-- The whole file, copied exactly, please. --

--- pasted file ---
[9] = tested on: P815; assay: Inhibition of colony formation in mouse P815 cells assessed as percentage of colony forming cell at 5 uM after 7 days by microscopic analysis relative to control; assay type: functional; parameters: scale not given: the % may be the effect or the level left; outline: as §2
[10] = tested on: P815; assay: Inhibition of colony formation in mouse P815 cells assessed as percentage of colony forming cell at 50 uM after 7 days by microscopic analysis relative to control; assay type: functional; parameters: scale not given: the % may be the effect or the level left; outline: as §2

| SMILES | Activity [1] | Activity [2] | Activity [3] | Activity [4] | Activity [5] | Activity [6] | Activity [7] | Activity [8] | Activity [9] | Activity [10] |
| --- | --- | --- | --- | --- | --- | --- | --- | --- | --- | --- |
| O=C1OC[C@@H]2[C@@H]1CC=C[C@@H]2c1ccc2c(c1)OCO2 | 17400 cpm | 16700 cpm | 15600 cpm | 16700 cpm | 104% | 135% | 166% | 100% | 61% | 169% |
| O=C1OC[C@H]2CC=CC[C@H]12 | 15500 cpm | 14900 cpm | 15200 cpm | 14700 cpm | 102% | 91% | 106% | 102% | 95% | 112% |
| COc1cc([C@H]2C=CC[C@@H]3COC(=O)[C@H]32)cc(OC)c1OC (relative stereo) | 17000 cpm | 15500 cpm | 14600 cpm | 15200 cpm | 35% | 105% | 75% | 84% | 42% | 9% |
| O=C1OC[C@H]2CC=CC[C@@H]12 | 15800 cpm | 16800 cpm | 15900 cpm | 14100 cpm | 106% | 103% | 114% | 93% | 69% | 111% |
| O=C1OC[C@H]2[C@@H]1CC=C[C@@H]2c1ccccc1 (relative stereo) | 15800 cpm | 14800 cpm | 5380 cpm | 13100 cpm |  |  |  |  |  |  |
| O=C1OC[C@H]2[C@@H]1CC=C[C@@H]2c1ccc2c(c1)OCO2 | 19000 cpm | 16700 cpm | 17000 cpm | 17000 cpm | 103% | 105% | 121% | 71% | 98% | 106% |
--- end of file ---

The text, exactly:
[9] = tested on: P815; assay: Inhibition of colony formation in mouse P815 cells assessed as percentage of colony forming cell at 5 uM after 7 days by microscopic analysis relative to control; assay type: functional; parameters: scale not given: the % may be the effect or the level left; outline: as §2
[10] = tested on: P815; assay: Inhibition of colony formation in mouse P815 cells assessed as percentage of colony forming cell at 50 uM after 7 days by microscopic analysis relative to control; assay type: functional; parameters: scale not given: the % may be the effect or the level left; outline: as §2

| SMILES | Activity [1] | Activity [2] | Activity [3] | Activity [4] | Activity [5] | Activity [6] | Activity [7] | Activity [8] | Activity [9] | Activity [10] |
| --- | --- | --- | --- | --- | --- | --- | --- | --- | --- | --- |
| O=C1OC[C@@H]2[C@@H]1CC=C[C@@H]2c1ccc2c(c1)OCO2 | 17400 cpm | 16700 cpm | 15600 cpm | 16700 cpm | 104% | 135% | 166% | 100% | 61% | 169% |
| O=C1OC[C@H]2CC=CC[C@H]12 | 15500 cpm | 14900 cpm | 15200 cpm | 14700 cpm | 102% | 91% | 106% | 102% | 95% | 112% |
| COc1cc([C@H]2C=CC[C@@H]3COC(=O)[C@H]32)cc(OC)c1OC (relative stereo) | 17000 cpm | 15500 cpm | 14600 cpm | 15200 cpm | 35% | 105% | 75% | 84% | 42% | 9% |
| O=C1OC[C@H]2CC=CC[C@@H]12 | 15800 cpm | 16800 cpm | 15900 cpm | 14100 cpm | 106% | 103% | 114% | 93% | 69% | 111% |
| O=C1OC[C@H]2[C@@H]1CC=C[C@@H]2c1ccccc1 (relative stereo) | 15800 cpm | 14800 cpm | 5380 cpm | 13100 cpm |  |  |  |  |  |  |
| O=C1OC[C@H]2[C@@H]1CC=C[C@@H]2c1ccc2c(c1)OCO2 | 19000 cpm | 16700 cpm | 17000 cpm | 17000 cpm | 103% | 105% | 121% | 71% | 98% | 106% |